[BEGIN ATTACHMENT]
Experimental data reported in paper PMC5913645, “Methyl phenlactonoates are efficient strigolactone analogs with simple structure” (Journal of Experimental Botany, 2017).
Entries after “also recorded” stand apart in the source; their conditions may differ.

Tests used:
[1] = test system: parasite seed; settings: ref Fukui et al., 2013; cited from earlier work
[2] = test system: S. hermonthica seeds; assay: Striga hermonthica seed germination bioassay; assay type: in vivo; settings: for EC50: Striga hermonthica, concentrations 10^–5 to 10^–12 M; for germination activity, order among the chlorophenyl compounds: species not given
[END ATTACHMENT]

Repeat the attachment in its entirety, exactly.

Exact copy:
Experimental data reported in paper PMC5913645, “Methyl phenlactonoates are efficient strigolactone analogs with simple structure” (Journal of Experimental Botany, 2017).
Entries after “also recorded” stand apart in the source; their conditions may differ.

Tests used:
[1] = test system: parasite seed; settings: ref Fukui et al., 2013; cited from earlier work
[2] = test system: S. hermonthica seeds; assay: Striga hermonthica seed germination bioassay; assay type: in vivo; settings: for EC50: Striga hermonthica, concentrations 10^–5 to 10^–12 M; for germination activity, order among the chlorophenyl compounds: species not given